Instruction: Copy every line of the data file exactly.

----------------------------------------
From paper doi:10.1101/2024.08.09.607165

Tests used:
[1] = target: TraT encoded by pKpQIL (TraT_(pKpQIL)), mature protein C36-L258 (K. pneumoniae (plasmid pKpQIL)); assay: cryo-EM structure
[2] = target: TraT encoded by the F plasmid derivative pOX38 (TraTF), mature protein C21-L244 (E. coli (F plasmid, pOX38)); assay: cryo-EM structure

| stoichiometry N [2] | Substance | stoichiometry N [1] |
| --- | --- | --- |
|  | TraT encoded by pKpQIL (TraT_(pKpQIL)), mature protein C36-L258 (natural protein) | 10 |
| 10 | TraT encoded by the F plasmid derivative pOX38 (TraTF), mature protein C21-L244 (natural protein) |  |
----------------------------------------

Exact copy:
From paper doi:10.1101/2024.08.09.607165

Tests used:
[1] = target: TraT encoded by pKpQIL (TraT_(pKpQIL)), mature protein C36-L258 (K. pneumoniae (plasmid pKpQIL)); assay: cryo-EM structure
[2] = target: TraT encoded by the F plasmid derivative pOX38 (TraTF), mature protein C21-L244 (E. coli (F plasmid, pOX38)); assay: cryo-EM structure

| stoichiometry N [2] | Substance | stoichiometry N [1] |
| --- | --- | --- |
|  | TraT encoded by pKpQIL (TraT_(pKpQIL)), mature protein C36-L258 (natural protein) | 10 |
| 10 | TraT encoded by the F plasmid derivative pOX38 (TraTF), mature protein C21-L244 (natural protein) |  |